Natick in 1950: Public Works Advises Against Main St. Angular Parking
In 1950, the state commissioner of Public Works advised against metered angular parking spots on Natick's Main Street...parking which has proved to be problematic in downtown Natick to this day.
Parking in Natick Center has been one of the most-discussed issues facing the growth of the downtown business area. There simply aren't enough spots for cars to park in front of the stores and it's tough to maneuver down Main Street. As we see in this Natick Bulletin article published on Thursday, May 25, 1950, parking was an issue even then.
The following is the text from the article, found in the Morse Institute Library collection:
Court Refuses to Restrain Main Street Parking Meters:
Judge Raoule Boudreau denied a petition brought by J. Gordon Stevens, agent of the Board of Welfare, seeking a temporary injunction to prohibit the town from collecting fees from the parking meters on Main St.
Petitioner Stevens stated that the town had installed parking meters on Main St. and had been collecting fees but the town did not have the approval of the State department of Public Works. He further stated in the petiotion that the town has been collecting fees ilegally and he has been forced to pay fees. He asked the court to restrain the town from enforcing the by-laws and its officials be enjoined from collecting fees.
Judge Boudreau said that he wanted a full hearing on the merits of the petition and therefore refused to grant the restraining order.
Town counsel Andrew Goodspeed represented the town and the date for the full hearing was not set.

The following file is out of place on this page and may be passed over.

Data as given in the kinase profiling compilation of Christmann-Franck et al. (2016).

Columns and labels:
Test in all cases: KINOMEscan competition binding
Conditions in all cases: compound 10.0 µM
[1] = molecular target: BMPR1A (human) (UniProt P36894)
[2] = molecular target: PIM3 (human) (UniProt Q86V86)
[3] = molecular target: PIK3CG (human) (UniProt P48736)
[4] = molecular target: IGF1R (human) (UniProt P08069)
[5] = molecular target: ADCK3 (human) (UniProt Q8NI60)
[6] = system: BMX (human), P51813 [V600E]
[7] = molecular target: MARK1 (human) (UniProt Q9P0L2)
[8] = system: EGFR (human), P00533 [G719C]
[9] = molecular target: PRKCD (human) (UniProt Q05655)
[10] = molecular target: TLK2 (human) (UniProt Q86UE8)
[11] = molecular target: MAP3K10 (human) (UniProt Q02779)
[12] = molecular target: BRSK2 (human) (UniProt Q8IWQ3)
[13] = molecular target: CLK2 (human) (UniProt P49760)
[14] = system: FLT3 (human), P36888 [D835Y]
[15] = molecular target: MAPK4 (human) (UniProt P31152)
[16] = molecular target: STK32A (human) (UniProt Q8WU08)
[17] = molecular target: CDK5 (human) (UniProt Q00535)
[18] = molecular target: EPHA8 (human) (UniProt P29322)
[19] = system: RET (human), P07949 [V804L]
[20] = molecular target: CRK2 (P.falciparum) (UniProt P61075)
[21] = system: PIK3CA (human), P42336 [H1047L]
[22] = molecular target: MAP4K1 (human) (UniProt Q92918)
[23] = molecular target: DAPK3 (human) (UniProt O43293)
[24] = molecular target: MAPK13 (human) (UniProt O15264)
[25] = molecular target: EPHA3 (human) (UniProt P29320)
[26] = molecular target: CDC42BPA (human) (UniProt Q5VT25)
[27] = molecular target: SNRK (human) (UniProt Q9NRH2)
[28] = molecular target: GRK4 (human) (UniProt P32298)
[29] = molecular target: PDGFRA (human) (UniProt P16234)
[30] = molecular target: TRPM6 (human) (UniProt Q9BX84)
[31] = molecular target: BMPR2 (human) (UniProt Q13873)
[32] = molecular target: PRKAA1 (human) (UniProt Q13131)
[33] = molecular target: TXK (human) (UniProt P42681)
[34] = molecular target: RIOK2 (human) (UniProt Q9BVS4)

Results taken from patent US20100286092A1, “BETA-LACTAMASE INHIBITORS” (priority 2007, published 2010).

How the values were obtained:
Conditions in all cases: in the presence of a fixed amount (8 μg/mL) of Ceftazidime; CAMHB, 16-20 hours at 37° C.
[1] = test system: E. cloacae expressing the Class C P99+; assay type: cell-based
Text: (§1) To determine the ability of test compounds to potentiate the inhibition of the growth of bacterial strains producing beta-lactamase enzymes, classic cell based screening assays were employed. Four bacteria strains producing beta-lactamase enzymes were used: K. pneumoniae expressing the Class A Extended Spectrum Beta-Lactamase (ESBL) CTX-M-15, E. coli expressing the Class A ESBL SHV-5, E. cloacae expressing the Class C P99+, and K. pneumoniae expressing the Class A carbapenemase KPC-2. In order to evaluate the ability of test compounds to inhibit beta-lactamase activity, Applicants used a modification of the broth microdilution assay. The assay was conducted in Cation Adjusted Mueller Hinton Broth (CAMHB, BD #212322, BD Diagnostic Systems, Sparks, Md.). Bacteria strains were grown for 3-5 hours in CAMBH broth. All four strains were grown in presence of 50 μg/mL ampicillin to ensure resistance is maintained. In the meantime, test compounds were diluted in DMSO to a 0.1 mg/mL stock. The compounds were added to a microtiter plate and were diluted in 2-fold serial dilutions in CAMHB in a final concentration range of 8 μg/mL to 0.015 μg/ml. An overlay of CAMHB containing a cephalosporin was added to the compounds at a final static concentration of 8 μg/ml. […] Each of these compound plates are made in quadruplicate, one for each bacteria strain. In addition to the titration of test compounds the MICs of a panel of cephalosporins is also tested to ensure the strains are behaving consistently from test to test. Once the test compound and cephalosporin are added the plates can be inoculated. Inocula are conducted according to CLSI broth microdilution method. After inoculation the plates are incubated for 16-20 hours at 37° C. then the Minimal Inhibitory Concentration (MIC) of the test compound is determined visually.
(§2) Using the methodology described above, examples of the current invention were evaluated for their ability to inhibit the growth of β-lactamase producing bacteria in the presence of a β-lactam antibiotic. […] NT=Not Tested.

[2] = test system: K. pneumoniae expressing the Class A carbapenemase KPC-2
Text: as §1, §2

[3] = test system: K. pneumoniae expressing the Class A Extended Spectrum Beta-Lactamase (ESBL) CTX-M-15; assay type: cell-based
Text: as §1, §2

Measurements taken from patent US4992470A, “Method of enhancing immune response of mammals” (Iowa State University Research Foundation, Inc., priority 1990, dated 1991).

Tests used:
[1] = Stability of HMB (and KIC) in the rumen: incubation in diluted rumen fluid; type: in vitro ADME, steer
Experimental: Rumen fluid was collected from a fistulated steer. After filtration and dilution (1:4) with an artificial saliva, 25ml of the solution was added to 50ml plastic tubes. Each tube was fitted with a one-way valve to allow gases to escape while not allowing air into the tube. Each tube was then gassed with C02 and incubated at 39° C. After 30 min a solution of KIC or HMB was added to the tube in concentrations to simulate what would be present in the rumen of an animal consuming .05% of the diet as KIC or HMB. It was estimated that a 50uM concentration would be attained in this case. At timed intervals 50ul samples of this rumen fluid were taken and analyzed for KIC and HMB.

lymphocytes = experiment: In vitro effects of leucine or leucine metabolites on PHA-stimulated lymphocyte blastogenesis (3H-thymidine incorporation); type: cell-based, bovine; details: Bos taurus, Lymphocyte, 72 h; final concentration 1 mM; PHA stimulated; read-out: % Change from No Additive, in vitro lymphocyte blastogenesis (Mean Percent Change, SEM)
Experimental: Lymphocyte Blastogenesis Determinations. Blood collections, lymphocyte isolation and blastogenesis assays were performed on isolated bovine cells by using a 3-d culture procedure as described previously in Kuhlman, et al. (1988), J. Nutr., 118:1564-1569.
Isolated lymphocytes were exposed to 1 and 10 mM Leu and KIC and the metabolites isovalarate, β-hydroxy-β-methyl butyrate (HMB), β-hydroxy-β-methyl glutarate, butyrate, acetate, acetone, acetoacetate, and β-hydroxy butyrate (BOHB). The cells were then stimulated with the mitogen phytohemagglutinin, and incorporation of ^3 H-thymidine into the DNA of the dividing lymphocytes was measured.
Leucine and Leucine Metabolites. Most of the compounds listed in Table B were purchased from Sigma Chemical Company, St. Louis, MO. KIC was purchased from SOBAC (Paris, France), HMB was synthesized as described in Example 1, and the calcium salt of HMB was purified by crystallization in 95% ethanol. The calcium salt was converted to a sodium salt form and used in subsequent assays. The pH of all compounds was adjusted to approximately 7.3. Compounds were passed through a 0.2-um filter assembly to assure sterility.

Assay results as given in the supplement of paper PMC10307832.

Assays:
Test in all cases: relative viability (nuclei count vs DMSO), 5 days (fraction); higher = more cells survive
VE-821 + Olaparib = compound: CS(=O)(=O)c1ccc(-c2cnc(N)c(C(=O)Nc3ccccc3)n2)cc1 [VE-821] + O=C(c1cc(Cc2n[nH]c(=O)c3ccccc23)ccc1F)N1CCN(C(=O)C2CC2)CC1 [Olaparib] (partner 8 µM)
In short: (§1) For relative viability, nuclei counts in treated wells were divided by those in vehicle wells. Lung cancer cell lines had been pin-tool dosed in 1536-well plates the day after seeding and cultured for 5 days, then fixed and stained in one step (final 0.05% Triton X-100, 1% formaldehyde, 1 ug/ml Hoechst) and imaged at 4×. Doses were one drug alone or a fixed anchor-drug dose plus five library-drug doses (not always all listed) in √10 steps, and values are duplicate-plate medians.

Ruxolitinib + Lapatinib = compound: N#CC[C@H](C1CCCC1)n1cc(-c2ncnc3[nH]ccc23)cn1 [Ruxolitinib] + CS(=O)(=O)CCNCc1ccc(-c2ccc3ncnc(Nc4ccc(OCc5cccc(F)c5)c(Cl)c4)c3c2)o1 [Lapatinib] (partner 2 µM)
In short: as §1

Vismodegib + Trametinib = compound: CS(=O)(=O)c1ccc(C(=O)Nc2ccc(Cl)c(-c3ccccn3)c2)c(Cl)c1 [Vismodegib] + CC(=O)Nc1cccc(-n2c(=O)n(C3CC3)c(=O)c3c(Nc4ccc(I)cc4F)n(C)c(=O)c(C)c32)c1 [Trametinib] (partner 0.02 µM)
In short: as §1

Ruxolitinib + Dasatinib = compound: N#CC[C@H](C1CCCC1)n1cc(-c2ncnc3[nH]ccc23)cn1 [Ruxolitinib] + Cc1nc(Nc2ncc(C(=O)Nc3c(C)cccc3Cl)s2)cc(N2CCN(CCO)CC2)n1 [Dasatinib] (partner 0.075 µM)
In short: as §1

In the meantime Representatitve Edward Snow, town officials and the Chamber of Commerce will endeavor to complete the legislature which will give a green light to angular parking on Main St.
The recent history of the attempts to legalize the meters for this type of parking in Natick from Jones Drug store to the Trust Co. has been intricate and just as the effort seem to to be crowned with success. Gov. Dever failed to sign the bill that had been passed by both houses of the General Court.
The hearing before committee on Towns was held on Jan. 24, 1950. This committee reported favorably on the bill and sent it into the house on February 9th. THere the readings were completed and the rules suspended clearing the House on February 13th.
In the Senate on February 14th, the rules were suspended and it cleared the Senate on February 15th.
It was sent to Gov. Dever on February 16th. It was recalled by him to the Senate on February 21st. Returned to the Governor February 23rd., it was recalled by him to the Senate on Febrary 27t where it has since rested awating the Governor's call. He has failed to sign the bill since the State commissioner of Public Works has asserted that it not in the best interest of safety, claiming that the Natick Main St. is not wide enough for angular parking with meters.
If the bill were singed it would mean that the Main St. meters could be approved with angular parking and there upon the required number of "approved meters" would be within the required distance of the proposed off-street parking lot.
Note: A follow-up article showed that the angular parking spots with meters would be approved for a "six month trial period," with permanent approval should the parking situation be deemed satisfactory.